Ridesharing has become increasingly popular (if controversial) over the years with startups like Uber and Lyft. These ridesharing companies allow people to use their own vehicles to generate income. The question many people have is whether you should add full-time or part-time work with Uber or Lyft on a resume.
Many use ridesharing as their main income source while looking for employment or even as part-time work. Does working as a driver look good on your resume? We'll discuss when to add ridesharing to your resume in this post.
Should you add Uber or Lyft to your resume?
The answer is almost always no. There are certain situations where you may add Uber or Lyft to a resume which we'll discuss later in the post, but in general these are better left out.
One of the biggest mistakes job seekers make is including irrelevant jobs on their resume. The sole purpose of your resume is to show you're a good fit for the particular position you're applying to. Including irrelevant ridesharing jobs like Uber or Lyft to your resume will do more harm than good. No hiring manager cares that you drove for Uber or Lyft if it has nothing to do with the position you're targeting.
We don't mean to take jabs at these companies in particular--they're just the most common examples our team of professional resume writers sees. The same irrelevant label can be applied to some freelance work, volunteer work, and hobbies or interests. The key is to keep your resume highly relevant to your career goals.
Stick to your education, experience, and skills that show you're a good fit for the exact position you're applying to--this is the only way to land an interview.
Including irrelevant information like ridesharing could confuse the ATS scan or the hiring manager which could mean automatic rejection.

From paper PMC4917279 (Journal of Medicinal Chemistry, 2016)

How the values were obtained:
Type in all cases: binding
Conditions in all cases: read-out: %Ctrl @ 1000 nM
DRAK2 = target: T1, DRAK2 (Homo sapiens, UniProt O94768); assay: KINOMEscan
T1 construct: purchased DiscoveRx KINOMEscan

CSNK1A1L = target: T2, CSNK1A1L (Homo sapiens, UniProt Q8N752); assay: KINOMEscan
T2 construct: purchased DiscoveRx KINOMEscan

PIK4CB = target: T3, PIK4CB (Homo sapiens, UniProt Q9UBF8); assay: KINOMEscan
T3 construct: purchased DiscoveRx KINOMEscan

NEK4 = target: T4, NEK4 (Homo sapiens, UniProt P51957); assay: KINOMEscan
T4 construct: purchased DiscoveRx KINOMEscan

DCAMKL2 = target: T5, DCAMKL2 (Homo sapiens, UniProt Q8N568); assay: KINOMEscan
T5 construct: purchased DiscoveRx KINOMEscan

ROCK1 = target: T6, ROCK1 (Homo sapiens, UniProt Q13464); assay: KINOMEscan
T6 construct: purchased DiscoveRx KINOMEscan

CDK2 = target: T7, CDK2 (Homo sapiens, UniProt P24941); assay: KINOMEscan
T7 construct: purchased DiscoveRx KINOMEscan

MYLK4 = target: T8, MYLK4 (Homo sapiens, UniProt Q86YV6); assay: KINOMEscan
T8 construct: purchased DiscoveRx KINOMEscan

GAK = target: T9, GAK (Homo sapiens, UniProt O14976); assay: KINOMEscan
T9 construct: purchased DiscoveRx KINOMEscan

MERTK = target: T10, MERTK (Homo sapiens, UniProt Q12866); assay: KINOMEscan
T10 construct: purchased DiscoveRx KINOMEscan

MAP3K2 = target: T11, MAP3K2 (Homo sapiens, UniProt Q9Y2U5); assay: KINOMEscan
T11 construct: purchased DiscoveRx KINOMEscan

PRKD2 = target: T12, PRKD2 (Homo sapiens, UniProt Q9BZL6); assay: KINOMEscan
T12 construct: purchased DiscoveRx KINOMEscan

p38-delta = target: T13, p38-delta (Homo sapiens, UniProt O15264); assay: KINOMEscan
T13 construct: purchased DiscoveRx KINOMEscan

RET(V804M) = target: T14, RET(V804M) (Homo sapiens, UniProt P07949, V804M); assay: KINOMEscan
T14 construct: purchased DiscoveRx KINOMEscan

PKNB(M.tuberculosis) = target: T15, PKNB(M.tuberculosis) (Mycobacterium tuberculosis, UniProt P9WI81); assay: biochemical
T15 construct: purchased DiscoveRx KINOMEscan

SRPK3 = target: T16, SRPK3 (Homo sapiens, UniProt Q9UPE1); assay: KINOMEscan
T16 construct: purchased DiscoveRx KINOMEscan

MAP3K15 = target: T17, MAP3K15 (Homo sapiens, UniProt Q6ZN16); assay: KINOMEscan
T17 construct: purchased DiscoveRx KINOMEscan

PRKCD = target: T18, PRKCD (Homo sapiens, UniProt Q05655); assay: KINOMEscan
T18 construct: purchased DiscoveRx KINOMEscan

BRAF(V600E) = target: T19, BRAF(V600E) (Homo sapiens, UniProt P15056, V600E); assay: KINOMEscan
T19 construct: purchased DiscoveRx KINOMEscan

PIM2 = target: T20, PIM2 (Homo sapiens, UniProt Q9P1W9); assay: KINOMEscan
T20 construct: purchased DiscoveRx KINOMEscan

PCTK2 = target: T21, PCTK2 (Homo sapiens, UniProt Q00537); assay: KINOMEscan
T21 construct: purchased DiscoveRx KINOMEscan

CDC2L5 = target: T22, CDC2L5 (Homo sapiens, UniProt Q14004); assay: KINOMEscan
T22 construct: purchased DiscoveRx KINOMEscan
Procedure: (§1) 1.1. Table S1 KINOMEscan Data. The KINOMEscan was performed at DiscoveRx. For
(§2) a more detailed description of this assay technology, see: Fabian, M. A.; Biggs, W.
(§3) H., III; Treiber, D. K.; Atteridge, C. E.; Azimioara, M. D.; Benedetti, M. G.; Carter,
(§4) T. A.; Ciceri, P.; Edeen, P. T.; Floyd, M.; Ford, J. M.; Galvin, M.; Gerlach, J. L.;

What about employment gaps?
Many take on ridesharing while in school or to generate some part-time income while searching for a job.
Leaving out a position could leave you with an employment gap which is why many are tempted to include Uber or Lyft on their resumes. However, you can work around your employment gaps.
Also know that more and more people have employment gaps, job-hopping, and similar "red flags" from decades past. As long as you're prepared to address any questions that arise from your career history, recruiters and hiring managers are more willing to work with people who have non-linear trajectories.
When to include ridesharing on your resume
You would include ridesharing on your resume in these situations:
1. It's relevant to the position you're targeting
You can include Lyft or Uber on your resume if you're targeting a similar position like a chauffeur, bus driver, delivery service, personal assistant, nanny, truck driver and so on.
You can also include this experience if you're applying to work in a corporate office for ridesharing or other gig-economy work. Having a company name or a competitor's name shows that you have insight into the industry in this case.
2. You can use your experience to integrate relevant keywords
If you're applying for a job in which you need to have customer service skills, and the only time you've ever talked to someone who paid you was through your ridesharing experience, then you might include this on your resume.
Brush up on how to include transferable skills on your resume.
How to include Uber or Lyft on a resume (examples)
You would include ridesharing like any other position.
Uber Driver | New York City
Ensured that customers arrived safely at their destination.
Focused on customer service and ensured riders had a pleasant trip with resulted in a 4.8 rating.
Completed over 3,ooo successful rides.
Created Excel spreadsheet to track mileage, maintenance and other expenses.
Including ridesharing services on your resume is not always a mistake, but is unlikely to help you land a traditional, full-time office job. Consider whether your experience is relevant to your career goals.
The ZipJob team is made up of professional writers located across the USA and Canada with backgrounds in HR, recruiting, career coaching, job placement, and professional writing.